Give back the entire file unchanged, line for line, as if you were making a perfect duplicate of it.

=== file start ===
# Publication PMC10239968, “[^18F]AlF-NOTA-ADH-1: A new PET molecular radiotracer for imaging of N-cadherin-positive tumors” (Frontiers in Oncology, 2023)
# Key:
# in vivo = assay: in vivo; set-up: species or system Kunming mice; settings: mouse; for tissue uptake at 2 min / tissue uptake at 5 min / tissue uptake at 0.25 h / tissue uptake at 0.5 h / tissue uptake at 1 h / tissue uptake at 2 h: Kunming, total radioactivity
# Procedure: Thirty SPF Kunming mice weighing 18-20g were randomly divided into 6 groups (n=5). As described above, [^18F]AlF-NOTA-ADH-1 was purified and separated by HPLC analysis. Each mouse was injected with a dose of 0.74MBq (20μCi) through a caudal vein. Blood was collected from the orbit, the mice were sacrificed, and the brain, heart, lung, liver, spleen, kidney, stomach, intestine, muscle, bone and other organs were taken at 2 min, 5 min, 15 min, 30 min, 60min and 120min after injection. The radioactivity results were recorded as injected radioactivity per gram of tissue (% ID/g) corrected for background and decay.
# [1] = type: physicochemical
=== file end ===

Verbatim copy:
# Publication PMC10239968, “[^18F]AlF-NOTA-ADH-1: A new PET molecular radiotracer for imaging of N-cadherin-positive tumors” (Frontiers in Oncology, 2023)
# Key:
# in vivo = assay: in vivo; set-up: species or system Kunming mice; settings: mouse; for tissue uptake at 2 min / tissue uptake at 5 min / tissue uptake at 0.25 h / tissue uptake at 0.5 h / tissue uptake at 1 h / tissue uptake at 2 h: Kunming, total radioactivity
# Procedure: Thirty SPF Kunming mice weighing 18-20g were randomly divided into 6 groups (n=5). As described above, [^18F]AlF-NOTA-ADH-1 was purified and separated by HPLC analysis. Each mouse was injected with a dose of 0.74MBq (20μCi) through a caudal vein. Blood was collected from the orbit, the mice were sacrificed, and the brain, heart, lung, liver, spleen, kidney, stomach, intestine, muscle, bone and other organs were taken at 2 min, 5 min, 15 min, 30 min, 60min and 120min after injection. The radioactivity results were recorded as injected radioactivity per gram of tissue (% ID/g) corrected for background and decay.
# [1] = type: physicochemical